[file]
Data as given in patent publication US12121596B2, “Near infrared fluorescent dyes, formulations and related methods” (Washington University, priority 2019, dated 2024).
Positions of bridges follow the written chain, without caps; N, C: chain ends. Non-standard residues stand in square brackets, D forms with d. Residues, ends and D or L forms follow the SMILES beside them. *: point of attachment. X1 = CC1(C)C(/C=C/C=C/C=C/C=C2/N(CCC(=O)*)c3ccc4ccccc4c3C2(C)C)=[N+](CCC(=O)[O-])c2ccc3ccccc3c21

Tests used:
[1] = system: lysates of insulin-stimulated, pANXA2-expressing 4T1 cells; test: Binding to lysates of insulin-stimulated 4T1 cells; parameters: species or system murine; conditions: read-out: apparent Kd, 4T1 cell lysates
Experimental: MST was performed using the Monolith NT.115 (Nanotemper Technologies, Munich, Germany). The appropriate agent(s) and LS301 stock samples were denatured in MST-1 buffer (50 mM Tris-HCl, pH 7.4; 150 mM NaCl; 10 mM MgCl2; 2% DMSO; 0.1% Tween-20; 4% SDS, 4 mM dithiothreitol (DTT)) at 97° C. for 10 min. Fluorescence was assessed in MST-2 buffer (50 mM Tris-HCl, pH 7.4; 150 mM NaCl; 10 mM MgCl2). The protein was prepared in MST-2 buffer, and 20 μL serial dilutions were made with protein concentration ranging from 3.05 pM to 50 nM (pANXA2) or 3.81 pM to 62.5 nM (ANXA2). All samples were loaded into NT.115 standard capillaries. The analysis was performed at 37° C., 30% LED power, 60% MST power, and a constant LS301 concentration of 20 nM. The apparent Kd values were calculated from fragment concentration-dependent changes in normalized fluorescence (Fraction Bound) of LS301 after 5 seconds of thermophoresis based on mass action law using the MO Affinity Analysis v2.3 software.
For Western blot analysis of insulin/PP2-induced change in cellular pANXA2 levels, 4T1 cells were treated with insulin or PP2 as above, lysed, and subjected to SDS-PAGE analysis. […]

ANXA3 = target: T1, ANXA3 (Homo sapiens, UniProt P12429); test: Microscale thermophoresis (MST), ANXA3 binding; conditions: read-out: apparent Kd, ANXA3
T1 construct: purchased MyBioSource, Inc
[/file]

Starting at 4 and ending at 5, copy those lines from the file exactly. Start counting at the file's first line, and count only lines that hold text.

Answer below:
[1] = system: lysates of insulin-stimulated, pANXA2-expressing 4T1 cells; test: Binding to lysates of insulin-stimulated 4T1 cells; parameters: species or system murine; conditions: read-out: apparent Kd, 4T1 cell lysates
Experimental: MST was performed using the Monolith NT.115 (Nanotemper Technologies, Munich, Germany). The appropriate agent(s) and LS301 stock samples were denatured in MST-1 buffer (50 mM Tris-HCl, pH 7.4; 150 mM NaCl; 10 mM MgCl2; 2% DMSO; 0.1% Tween-20; 4% SDS, 4 mM dithiothreitol (DTT)) at 97° C. for 10 min. Fluorescence was assessed in MST-2 buffer (50 mM Tris-HCl, pH 7.4; 150 mM NaCl; 10 mM MgCl2). The protein was prepared in MST-2 buffer, and 20 μL serial dilutions were made with protein concentration ranging from 3.05 pM to 50 nM (pANXA2) or 3.81 pM to 62.5 nM (ANXA2). All samples were loaded into NT.115 standard capillaries. The analysis was performed at 37° C., 30% LED power, 60% MST power, and a constant LS301 concentration of 20 nM. The apparent Kd values were calculated from fragment concentration-dependent changes in normalized fluorescence (Fraction Bound) of LS301 after 5 seconds of thermophoresis based on mass action law using the MO Affinity Analysis v2.3 software.